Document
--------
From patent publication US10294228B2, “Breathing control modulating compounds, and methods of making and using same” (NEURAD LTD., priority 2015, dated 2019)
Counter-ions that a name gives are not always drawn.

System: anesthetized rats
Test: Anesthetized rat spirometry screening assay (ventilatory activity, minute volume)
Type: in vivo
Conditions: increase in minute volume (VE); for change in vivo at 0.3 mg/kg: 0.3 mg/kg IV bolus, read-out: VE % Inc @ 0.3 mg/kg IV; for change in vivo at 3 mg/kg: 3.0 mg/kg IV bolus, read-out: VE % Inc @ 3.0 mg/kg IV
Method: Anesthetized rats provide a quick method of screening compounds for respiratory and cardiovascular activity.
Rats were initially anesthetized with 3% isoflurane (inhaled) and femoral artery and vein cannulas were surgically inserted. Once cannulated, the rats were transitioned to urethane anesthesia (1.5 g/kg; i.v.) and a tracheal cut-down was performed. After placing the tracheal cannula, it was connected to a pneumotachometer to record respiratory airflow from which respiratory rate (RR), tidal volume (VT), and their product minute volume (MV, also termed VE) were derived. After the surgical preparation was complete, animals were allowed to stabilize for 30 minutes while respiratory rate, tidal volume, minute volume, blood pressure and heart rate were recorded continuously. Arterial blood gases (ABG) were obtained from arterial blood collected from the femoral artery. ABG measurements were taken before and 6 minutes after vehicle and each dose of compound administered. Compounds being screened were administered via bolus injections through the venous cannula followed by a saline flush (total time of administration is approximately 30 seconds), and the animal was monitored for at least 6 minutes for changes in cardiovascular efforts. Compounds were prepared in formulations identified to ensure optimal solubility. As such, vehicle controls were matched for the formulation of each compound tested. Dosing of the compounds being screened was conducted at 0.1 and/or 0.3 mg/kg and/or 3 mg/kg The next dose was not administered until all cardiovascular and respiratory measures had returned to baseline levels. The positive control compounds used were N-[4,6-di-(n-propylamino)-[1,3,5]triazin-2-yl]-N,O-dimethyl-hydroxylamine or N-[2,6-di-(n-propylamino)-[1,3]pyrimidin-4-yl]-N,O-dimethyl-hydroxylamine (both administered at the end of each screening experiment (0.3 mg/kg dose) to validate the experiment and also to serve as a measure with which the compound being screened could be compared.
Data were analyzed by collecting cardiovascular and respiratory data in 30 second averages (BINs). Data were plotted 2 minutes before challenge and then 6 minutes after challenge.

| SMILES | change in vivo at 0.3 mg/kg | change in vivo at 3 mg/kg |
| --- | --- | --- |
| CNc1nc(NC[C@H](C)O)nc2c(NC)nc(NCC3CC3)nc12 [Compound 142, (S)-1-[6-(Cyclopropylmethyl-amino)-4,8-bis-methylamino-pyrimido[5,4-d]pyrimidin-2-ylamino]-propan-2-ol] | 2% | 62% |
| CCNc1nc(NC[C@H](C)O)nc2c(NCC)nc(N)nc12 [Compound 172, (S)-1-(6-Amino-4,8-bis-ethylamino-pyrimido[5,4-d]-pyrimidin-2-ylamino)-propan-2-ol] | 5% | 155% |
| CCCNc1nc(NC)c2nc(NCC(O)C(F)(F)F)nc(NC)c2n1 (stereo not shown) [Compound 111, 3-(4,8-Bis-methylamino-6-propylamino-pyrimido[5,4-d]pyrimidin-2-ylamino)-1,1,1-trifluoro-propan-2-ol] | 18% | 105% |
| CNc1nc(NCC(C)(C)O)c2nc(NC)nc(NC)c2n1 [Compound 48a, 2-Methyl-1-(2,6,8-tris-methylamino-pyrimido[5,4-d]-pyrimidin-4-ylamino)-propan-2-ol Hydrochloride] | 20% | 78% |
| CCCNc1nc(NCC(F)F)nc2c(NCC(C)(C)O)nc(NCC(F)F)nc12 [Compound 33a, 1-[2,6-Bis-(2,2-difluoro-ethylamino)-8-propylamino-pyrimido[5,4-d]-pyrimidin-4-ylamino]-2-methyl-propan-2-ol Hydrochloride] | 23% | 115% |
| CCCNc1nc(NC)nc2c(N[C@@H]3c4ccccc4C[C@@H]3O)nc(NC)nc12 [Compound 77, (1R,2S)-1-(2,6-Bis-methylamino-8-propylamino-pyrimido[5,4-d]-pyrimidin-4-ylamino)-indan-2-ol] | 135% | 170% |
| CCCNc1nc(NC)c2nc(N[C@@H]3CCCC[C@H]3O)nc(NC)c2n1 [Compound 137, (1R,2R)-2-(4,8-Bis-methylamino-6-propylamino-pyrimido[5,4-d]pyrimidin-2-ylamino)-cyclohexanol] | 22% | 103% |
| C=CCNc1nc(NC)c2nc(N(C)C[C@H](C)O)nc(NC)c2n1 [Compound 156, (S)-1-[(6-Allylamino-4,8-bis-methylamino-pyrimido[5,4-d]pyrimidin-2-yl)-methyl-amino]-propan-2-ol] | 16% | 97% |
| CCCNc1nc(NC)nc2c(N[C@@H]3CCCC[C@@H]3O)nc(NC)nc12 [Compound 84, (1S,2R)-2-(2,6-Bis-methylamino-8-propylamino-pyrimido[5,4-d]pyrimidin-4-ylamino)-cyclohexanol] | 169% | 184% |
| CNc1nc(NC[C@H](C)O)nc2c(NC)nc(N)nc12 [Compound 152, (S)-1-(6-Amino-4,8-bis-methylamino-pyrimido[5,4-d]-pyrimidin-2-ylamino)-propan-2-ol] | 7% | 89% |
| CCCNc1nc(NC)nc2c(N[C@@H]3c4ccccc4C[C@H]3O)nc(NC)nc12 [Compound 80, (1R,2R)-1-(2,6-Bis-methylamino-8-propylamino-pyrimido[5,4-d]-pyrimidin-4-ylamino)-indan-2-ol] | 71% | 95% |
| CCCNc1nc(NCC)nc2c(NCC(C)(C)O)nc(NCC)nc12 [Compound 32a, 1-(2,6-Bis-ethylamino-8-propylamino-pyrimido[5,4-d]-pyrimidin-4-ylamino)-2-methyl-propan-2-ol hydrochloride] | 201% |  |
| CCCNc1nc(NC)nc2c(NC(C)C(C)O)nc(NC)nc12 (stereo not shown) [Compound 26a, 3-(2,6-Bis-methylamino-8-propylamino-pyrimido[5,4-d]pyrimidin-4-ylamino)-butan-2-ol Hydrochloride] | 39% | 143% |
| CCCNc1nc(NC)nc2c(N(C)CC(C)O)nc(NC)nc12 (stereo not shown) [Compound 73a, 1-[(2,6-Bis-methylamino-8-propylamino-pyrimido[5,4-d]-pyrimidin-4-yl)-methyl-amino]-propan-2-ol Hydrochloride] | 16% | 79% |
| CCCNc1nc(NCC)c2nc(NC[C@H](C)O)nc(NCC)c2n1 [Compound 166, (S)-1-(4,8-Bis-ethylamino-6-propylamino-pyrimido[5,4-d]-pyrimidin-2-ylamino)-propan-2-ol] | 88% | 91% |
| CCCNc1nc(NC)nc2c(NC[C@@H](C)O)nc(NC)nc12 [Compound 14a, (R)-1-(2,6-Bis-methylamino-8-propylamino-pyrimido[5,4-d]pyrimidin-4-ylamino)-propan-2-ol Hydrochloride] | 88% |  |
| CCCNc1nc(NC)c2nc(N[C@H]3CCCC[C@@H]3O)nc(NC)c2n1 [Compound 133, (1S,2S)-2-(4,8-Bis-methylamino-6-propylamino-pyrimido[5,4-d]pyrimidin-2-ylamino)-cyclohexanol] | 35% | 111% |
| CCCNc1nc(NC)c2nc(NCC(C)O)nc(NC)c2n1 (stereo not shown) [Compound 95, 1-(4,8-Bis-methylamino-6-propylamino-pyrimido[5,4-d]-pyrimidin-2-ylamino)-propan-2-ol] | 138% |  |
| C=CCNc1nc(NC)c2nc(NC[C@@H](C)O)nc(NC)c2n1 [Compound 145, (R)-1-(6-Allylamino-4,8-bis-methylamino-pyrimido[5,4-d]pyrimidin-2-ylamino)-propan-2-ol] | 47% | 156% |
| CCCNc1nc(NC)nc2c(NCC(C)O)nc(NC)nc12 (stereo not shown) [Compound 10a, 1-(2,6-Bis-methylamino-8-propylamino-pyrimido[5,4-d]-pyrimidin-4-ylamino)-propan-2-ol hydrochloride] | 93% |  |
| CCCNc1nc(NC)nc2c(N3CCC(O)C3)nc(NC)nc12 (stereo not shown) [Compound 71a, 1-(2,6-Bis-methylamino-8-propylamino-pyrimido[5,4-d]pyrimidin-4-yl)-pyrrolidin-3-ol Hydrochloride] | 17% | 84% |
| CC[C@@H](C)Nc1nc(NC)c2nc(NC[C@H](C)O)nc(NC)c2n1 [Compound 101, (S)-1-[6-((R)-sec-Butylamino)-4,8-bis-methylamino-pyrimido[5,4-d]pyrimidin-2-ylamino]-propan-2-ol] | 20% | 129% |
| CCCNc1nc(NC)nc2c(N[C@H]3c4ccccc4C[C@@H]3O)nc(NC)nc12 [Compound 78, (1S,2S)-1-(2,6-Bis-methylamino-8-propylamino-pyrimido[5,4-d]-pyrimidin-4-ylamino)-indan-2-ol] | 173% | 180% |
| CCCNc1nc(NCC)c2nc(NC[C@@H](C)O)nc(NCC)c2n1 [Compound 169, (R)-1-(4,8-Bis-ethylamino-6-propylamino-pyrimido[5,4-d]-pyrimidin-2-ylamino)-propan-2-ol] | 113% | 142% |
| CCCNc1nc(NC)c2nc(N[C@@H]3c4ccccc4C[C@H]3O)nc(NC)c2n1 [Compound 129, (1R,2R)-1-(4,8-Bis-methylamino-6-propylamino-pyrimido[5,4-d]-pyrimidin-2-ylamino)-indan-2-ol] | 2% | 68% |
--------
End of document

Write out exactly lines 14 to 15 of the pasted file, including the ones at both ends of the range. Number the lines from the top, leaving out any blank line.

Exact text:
| CCCNc1nc(NC)c2nc(NCC(O)C(F)(F)F)nc(NC)c2n1 (stereo not shown) [Compound 111, 3-(4,8-Bis-methylamino-6-propylamino-pyrimido[5,4-d]pyrimidin-2-ylamino)-1,1,1-trifluoro-propan-2-ol] | 18% | 105% |
| CNc1nc(NCC(C)(C)O)c2nc(NC)nc(NC)c2n1 [Compound 48a, 2-Methyl-1-(2,6,8-tris-methylamino-pyrimido[5,4-d]-pyrimidin-4-ylamino)-propan-2-ol Hydrochloride] | 20% | 78% |